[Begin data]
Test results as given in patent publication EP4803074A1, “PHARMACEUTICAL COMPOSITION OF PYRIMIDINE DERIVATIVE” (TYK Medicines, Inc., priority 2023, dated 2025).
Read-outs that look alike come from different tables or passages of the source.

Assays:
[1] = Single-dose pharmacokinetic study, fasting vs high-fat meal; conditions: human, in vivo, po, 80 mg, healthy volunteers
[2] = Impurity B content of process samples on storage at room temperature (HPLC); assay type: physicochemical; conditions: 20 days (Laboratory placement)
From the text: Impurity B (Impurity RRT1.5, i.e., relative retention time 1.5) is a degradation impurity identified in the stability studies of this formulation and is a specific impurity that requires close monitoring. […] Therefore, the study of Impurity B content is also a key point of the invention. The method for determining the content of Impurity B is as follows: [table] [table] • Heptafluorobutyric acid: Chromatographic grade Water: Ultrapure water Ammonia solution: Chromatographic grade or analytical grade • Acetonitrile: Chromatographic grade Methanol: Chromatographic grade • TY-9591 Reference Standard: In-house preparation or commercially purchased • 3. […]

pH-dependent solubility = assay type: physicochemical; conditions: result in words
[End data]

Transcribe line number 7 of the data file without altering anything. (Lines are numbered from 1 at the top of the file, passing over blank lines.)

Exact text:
pH-dependent solubility = assay type: physicochemical; conditions: result in words